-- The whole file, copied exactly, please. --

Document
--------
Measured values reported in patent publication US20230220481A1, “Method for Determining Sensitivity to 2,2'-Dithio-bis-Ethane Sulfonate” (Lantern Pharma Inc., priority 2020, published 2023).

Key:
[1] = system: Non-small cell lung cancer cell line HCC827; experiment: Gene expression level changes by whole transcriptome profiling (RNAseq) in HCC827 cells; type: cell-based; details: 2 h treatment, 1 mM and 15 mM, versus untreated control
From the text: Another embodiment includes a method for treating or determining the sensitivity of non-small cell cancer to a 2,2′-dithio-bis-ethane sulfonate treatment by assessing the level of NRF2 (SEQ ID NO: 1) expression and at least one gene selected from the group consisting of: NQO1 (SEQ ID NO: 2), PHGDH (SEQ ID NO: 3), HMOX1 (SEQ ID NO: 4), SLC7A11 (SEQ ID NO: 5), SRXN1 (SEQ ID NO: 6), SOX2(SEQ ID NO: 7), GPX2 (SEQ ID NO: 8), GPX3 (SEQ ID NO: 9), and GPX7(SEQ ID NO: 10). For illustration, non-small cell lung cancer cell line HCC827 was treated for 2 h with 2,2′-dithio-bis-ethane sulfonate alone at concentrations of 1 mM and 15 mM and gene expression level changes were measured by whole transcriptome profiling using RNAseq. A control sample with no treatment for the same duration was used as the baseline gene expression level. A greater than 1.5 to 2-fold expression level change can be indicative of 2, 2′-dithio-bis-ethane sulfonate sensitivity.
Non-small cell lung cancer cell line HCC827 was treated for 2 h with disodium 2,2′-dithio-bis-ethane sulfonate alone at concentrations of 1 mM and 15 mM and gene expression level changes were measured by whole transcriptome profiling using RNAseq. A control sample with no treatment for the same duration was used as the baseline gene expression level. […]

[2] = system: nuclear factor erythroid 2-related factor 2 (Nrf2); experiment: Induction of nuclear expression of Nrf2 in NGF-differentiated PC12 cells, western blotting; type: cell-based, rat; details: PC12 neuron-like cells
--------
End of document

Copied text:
Measured values reported in patent publication US20230220481A1, “Method for Determining Sensitivity to 2,2'-Dithio-bis-Ethane Sulfonate” (Lantern Pharma Inc., priority 2020, published 2023).

Key:
[1] = system: Non-small cell lung cancer cell line HCC827; experiment: Gene expression level changes by whole transcriptome profiling (RNAseq) in HCC827 cells; type: cell-based; details: 2 h treatment, 1 mM and 15 mM, versus untreated control
From the text: Another embodiment includes a method for treating or determining the sensitivity of non-small cell cancer to a 2,2′-dithio-bis-ethane sulfonate treatment by assessing the level of NRF2 (SEQ ID NO: 1) expression and at least one gene selected from the group consisting of: NQO1 (SEQ ID NO: 2), PHGDH (SEQ ID NO: 3), HMOX1 (SEQ ID NO: 4), SLC7A11 (SEQ ID NO: 5), SRXN1 (SEQ ID NO: 6), SOX2(SEQ ID NO: 7), GPX2 (SEQ ID NO: 8), GPX3 (SEQ ID NO: 9), and GPX7(SEQ ID NO: 10). For illustration, non-small cell lung cancer cell line HCC827 was treated for 2 h with 2,2′-dithio-bis-ethane sulfonate alone at concentrations of 1 mM and 15 mM and gene expression level changes were measured by whole transcriptome profiling using RNAseq. A control sample with no treatment for the same duration was used as the baseline gene expression level. A greater than 1.5 to 2-fold expression level change can be indicative of 2, 2′-dithio-bis-ethane sulfonate sensitivity.
Non-small cell lung cancer cell line HCC827 was treated for 2 h with disodium 2,2′-dithio-bis-ethane sulfonate alone at concentrations of 1 mM and 15 mM and gene expression level changes were measured by whole transcriptome profiling using RNAseq. A control sample with no treatment for the same duration was used as the baseline gene expression level. […]

[2] = system: nuclear factor erythroid 2-related factor 2 (Nrf2); experiment: Induction of nuclear expression of Nrf2 in NGF-differentiated PC12 cells, western blotting; type: cell-based, rat; details: PC12 neuron-like cells